There are many ways that you or a small business could get caught up in a social media disaster. Can you think of any off the top of your head? If you are like most of us, probably not. Here are 14 ways that you could be in danger:
- A Terrible Online Reputation – Do you keep a watchful eye on you or your business’ Facebook page? Are people posting to it? Are your staff? Even things that seem good-natured at first can be taken the wrong way by friends or potential customers.
- Racy Images or Text – If you or your employees are sharing racy text or images on social media, it could negatively affect your life or business. Though you definitely can’t control what they are posting, you can certainly educate them
on the smart use of social media. Typically, these things happen because someone is ignorant about it, not feeling malicious. Even something as innocent as sharing a scantily clad photo of themselves while at work or play could give you or your company a bad
- Imposters – You might be surprised, but there could be someone out there posing as you or your business. So, make sure to patrol the internet to see if anyone is using your company’s logo or name. This even includes phony websites. Set
up a Google Alert to notify you if your name or your business name appears online.
- Financial Identity Theft – It might seem harmless to post a photo of your employee’s puppy on your company website, but it could lead to financial identity theft. How? Well, if you post the photo, you surely would post the name of the cute
little guy, and many people use their pet’s names as their passwords or answers to security questions. With that name, now identity thieves could have one more piece of the pie that they will use to hack into a financial account. Post pics of puppies all day
long, just don’t use their names.
- Photo Geo Tracking – When you post photos, make sure that the GPS technology is off. This way, criminals can’t use it to find you or your employees addresses. Yes, GPS technology can save lives, but it can also ruin them.
- Robberies at Home – Make sure to educate your family or staff about the dangers associated with posting business or vacation travel information on social media. Burglars often use social media as a way to find a good house to break into.
If they know Bob in accounting is out of the office and on vacation, they also know that he is likely not home, making his house a target.
- Corporate Snoops – It’s also possible that a spy could set up a page on Facebook, post as an employee of a well-known company or other branch, and then attract your real employees to a fake group. This way, he knows that they could give
him sensitive information about your business, as they see him as trustworthy.
- Sex Offenders – Know who you are talking to online. Also, make sure to tell your staff to be careful when communicating with someone new. This person could be a sex offender, or worse.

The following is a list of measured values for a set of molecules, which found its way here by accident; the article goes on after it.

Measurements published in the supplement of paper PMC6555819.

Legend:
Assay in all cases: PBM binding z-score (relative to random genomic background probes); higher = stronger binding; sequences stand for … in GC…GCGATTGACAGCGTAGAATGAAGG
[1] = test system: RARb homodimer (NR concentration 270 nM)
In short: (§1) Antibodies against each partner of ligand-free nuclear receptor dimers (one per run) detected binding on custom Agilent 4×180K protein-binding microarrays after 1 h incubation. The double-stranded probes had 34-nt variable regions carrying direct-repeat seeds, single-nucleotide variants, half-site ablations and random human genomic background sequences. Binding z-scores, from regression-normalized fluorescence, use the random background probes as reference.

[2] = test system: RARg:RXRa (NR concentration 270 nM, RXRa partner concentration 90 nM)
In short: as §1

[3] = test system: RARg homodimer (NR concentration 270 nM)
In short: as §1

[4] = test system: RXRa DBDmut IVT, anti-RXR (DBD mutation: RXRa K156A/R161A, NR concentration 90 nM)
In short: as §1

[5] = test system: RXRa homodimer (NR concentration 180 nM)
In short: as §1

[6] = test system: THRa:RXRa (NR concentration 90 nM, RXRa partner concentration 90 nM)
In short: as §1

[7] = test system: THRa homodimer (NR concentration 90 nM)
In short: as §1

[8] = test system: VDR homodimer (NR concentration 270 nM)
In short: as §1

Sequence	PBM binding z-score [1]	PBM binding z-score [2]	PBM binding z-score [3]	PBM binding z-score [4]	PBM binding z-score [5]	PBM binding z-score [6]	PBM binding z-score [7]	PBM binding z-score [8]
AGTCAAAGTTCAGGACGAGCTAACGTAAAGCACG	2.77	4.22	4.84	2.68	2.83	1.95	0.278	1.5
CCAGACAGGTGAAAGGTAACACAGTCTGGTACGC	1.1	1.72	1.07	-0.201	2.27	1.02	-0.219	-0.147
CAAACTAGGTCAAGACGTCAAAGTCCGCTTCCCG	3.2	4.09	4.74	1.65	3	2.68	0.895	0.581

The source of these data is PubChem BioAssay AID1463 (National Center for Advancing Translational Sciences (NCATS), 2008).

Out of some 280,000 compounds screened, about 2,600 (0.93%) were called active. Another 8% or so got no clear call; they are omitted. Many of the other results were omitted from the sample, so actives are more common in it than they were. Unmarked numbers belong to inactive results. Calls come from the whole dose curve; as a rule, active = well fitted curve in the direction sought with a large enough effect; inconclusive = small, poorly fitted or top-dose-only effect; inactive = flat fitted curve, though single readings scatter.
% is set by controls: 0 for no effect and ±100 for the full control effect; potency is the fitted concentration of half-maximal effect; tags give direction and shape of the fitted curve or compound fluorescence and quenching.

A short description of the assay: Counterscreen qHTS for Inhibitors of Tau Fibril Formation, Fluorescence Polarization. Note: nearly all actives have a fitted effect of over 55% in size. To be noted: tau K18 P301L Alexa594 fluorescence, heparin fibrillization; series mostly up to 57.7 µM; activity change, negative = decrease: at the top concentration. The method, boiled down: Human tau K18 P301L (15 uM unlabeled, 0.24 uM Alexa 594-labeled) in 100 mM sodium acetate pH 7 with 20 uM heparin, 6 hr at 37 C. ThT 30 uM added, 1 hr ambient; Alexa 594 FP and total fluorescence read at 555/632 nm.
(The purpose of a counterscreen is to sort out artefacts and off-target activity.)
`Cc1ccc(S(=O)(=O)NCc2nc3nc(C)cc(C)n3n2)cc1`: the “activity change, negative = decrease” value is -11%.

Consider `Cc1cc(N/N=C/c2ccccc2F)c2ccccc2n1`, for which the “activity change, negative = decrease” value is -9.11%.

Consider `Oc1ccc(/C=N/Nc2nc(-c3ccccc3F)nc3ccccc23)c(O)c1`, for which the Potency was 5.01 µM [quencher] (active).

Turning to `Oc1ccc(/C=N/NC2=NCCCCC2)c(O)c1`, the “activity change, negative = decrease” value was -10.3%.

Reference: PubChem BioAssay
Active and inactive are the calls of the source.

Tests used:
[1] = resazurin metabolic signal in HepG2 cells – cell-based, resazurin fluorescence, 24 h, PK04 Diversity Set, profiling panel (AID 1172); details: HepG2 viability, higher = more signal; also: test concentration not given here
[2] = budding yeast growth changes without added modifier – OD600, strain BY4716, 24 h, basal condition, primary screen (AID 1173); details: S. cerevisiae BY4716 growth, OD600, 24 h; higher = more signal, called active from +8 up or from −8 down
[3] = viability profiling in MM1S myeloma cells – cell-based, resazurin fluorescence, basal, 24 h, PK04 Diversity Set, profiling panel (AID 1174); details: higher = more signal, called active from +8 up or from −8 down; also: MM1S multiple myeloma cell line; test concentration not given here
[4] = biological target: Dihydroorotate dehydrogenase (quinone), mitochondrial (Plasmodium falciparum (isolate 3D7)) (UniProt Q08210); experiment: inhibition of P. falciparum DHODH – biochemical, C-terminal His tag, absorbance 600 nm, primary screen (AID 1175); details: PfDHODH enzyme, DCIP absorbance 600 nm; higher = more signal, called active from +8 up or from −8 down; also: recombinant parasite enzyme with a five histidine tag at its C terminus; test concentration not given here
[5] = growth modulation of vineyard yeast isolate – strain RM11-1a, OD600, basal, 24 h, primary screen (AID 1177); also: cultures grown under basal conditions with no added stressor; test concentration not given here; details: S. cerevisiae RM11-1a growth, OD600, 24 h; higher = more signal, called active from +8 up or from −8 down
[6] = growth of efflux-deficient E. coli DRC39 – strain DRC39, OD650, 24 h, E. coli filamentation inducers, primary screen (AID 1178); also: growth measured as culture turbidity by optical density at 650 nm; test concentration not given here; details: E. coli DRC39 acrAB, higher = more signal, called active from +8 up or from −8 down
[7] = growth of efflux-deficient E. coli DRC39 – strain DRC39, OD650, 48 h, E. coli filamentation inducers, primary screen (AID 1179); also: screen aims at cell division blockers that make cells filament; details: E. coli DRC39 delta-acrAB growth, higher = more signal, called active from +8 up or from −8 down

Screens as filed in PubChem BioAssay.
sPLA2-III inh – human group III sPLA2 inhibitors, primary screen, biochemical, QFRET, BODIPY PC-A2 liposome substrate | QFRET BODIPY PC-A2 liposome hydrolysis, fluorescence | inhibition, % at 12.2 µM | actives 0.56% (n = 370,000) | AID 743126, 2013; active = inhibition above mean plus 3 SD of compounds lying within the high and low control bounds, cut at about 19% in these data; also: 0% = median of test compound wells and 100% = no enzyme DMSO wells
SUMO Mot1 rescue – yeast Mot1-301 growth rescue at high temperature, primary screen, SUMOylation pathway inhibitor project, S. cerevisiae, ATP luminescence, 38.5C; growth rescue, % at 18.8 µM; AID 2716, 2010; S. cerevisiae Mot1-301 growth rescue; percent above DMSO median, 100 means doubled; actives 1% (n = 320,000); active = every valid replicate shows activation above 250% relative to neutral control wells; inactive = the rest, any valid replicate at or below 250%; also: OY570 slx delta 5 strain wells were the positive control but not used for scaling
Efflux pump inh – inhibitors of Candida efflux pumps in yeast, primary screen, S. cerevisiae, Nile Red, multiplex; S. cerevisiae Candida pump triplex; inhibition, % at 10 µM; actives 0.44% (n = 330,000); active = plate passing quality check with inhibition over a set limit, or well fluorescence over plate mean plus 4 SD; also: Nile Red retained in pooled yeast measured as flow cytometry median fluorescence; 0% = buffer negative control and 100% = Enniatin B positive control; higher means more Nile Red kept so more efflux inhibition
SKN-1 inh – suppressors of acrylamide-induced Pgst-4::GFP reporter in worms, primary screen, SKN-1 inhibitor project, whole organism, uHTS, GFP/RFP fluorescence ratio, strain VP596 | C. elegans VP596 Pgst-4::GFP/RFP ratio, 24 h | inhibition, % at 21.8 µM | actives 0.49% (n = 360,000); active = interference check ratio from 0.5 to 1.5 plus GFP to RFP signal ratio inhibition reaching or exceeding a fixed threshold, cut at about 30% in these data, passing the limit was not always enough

- Attack of the Badmouth – At some point or another, you will get a disgruntled employee. Perhaps this person believes that they were unjustly terminated, or maybe they still even work for you. Employees who believe they have been “picked
on” might try to get revenge by posting a bad review or blog about your company.
- Bullies – You might also find that one of your friends or employees is a bully. Are they posting bullying comments on your social media sites? If so, it could be bad for business.
- Government Spies – Even if it seems outlandish, many reports say that there are certainly law enforcement agents of the U.S. government that use social media to learn more about criminal suspects.
- Fake Sites – Someone could set up a fake site and pretend that they are from your business. When customers go to that site, they unknowingly give information about themselves, such as account numbers, email addresses, and phone numbers.
Now, the bad guys have access to this information.
- Account Takeovers – You might remember when the show 60 Minutes, the Associated Press and others had their Twitter account hacked. The AP tweet that got out, claimed that then President Obama had been attacked at the White House. The stock
market dropped significantly causing billions in losses as a result. If it can happen to the AP, it can certainly happen to you.
- Liability – Though you can use Facebook’s privacy settings to hide posts, that doesn’t mean that they can’t be used in some type of legal case. And studies show that Facebook is being used as evidence in 1 out of 5 divorce cases.
What is the takeaway here? It’s that there is no such thing as a fully private Facebook page just because you might have all of the privacy tools in use. A person with bad intentions, or your own ill conceived posts or a skilled hacker can still get in and
ruin your good earned reputation.